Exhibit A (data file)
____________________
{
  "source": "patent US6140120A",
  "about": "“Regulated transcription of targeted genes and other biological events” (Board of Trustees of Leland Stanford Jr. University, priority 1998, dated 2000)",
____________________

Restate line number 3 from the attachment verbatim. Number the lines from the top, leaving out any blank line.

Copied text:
  "about": "“Regulated transcription of targeted genes and other biological events” (Board of Trustees of Leland Stanford Jr. University, priority 1998, dated 2000)",